Sunday, 21 April 2013


What's on the conveyer belt then?  My story Cuddly toy, fondue set was published on Flash Flood a couple of days ago and my single-sentence 100 worder 'Slather' was highly commended in the National Flash Fiction Day competition.

This flurry of short fiction prompted Benjamin Judge - a flash fictioneer from Manchester - to ask the question: Do we need a National Flash Fiction Day?  In particular, he worries about the term 'flash' implying something dashed off, instant and disposable... a poor cousin on longer fiction.

In fact good flash fiction takes more effort and editing than longer work - each word has to work harder. By focusing on the particular it, ideally, reveals something bigger. More like a flash of lightening or a camera exposing an essential truth.

I'd like to get all sciencey about it but I'm not trained. I want to say it's 'neutron' fiction - because I think neutron means tiny but superdense, but when I looked it up on Wikidpedia my eyes glazed over.  I think, yes, NFFD a good way to introduce readers to the form, promote excellence in it and create links between people who like writing it.

What does 'flash' fiction imply to you? Do you like your fiction superdense or would you rather linger? And what else would be a good name for it? Answers on a cyber postcard.

Incidentally, Benjamin writes excellent tiny stories about famous writers, called, appropriately enough Very Short Stories about Very Good Writers.  Benjamin lives in a curious world of his own creation where Saul Bellow gets all pie-charty, Wendy Cope does it Gangam Style and Agatha Christie is abducted by George Clooney.

p.s. My topsy-turvy little parable Sky/Sea is in Flash Frontier's April issue (you have to scroll down a bit to get to it)

Thursday, 18 April 2013

Hungry Dogs

When I was a kid (and yes, I was weird then, too) I used to collect proverbs the way other kids collected... I don't know... what were they collecting?

I wrote my favourites down in an exercise book - and although I've only recently rediscovered the book, it turns out I've been using some of these lesser-known proverbs over the years even though no-one else has heard of them - just another reason why people look at me funny.

But it has always saddened me that people stick to the same old sayings when there are rich pickings:
  • He who has a head of wax should not walk in the sun 
  • Far fowls have fine feathers 
  • You a lady, I a lady, who will milk the cow?
  • Praise is not pudding
  • He who speaks the truth must have one foot in the stirrup
  • He that thatches his house with turds will have more teachers than reachers
  • A cat in gloves catches no mice
  • Random stomping seldom catches bugs
  • He that lives in hope, dances without music
  • Toasted cheese hath no master

I mention all this now because one of my favourites (because it is so very true and I really can't think of another that says the same thing so appositely) is:
  • Hungry dogs will eat dirty puddings.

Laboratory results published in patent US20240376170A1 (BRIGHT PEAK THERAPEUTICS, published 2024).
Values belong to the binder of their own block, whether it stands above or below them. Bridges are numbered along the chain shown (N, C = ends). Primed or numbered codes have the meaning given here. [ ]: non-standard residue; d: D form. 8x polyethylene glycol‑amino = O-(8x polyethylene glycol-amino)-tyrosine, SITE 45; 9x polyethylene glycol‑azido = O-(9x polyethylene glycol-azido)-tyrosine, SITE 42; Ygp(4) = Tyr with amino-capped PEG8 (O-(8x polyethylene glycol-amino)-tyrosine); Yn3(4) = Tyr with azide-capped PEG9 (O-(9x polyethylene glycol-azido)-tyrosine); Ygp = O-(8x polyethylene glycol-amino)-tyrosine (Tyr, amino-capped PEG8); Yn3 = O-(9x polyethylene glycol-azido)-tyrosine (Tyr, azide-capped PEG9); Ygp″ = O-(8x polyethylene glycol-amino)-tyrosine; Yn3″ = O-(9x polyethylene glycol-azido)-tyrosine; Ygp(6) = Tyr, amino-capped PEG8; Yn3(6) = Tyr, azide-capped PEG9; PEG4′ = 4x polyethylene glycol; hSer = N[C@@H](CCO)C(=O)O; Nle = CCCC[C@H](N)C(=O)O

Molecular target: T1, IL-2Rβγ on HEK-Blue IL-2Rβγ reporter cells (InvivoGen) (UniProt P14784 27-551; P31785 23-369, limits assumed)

It's a proper proverb... it says so here.

I mention this, because my very short story - Hungry dogs, dirty puddings - was featured last week on 3:AM Magazine. (Rated 'R' for adult content and obscenity - mum will be so proud!)

Btw, looking for an illustration for this post, I found the one above that would have done nicely for my Mousetrap post. Really, I'd have liked to use this from the Saatchi Galleries but am probably not allowed to.

Friday, 5 April 2013

Flash... aha!

'Tis the season to be flashy, with various contests around in the run-up to National Flash Fiction Day on June 21st.

I was chuffed to get one of my short, shorts if not exactly in Smokelong Quaterly, at least on the back of one of their giveaway candy cigarette boxes. I know: WTF?  The stories had to be under 40 words

Here's the story:
All day he’d been hunting for that screwdriver, his grubby fingers blunt amongst the sharp things. Nothing.
At nightfall, he scattered a trail of screws in likely corners, and waited.
Finally his patience paid off...

So anyway, those competitions:

The first is from the lovely people at Flashtag, Manchester, part of the Chorlton Arts Festival. You may remember, I won this one last year with 'Two Swans' - which is now in the excellent (and freely downloadable) Listerature II anthology. This year they want 400 words by 26th April on the fairly all-encompassing theme of: Past, Present, Future.

The second is Writing on the Wall's 'In the dark' competition - 500 words by 6th May. What I don't like about this competition is that all entries have to be posted to their site, which means they're technically published if you ant to send them somewhere else.

 I can't pretend either of these offers much reward to winners except a lovely warm feeling, some literary freebies and the chance to go on and on about it on their blogs.  But the third - The Bridport Prize - offers a whopping £1000 first prize for the best 250word flash - deadline  31st May.

There's an excellent guest post by Vanesse Grebbie on the Bridport Prize site, and she also has a fun flash fiction exercise on the Writers & Artists site.

You might also like to read about the most quoted six-word stroy ever written: Hemmingway story explained